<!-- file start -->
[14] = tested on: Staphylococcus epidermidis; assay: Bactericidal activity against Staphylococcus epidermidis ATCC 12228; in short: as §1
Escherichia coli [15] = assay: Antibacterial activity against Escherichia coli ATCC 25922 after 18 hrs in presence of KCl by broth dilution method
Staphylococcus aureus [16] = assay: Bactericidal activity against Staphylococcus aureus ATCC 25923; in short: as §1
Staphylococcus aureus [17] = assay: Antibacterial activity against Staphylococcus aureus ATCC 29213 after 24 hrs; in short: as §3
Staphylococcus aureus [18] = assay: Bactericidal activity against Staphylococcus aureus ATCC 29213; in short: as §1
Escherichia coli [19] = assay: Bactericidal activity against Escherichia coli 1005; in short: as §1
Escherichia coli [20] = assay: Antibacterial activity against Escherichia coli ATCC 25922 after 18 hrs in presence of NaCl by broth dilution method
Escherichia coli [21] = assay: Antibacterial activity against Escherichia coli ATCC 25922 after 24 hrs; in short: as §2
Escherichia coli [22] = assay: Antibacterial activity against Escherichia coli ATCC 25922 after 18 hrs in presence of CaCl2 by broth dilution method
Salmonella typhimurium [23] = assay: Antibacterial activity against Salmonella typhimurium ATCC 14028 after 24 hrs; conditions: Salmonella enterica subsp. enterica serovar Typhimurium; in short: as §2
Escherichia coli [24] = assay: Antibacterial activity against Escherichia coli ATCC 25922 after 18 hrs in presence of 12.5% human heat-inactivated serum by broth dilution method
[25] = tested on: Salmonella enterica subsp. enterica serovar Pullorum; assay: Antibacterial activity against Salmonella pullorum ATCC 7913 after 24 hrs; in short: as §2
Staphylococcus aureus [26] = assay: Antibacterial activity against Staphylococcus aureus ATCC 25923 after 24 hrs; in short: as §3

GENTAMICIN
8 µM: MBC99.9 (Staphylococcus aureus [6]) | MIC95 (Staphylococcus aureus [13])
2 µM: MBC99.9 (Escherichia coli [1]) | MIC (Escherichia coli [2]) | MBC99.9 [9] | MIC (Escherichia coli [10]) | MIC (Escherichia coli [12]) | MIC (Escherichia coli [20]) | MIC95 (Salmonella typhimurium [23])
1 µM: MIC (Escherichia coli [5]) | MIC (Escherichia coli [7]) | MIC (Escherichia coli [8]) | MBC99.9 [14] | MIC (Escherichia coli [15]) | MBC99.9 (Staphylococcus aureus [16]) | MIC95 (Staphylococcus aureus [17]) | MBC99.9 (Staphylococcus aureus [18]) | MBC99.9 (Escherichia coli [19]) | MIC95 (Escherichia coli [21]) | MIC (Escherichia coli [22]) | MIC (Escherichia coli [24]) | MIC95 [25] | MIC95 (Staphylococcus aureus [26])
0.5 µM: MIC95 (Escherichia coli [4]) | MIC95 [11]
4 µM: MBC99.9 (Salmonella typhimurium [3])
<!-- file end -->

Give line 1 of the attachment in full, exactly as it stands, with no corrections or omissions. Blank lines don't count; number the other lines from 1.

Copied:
[14] = tested on: Staphylococcus epidermidis; assay: Bactericidal activity against Staphylococcus epidermidis ATCC 12228; in short: as §1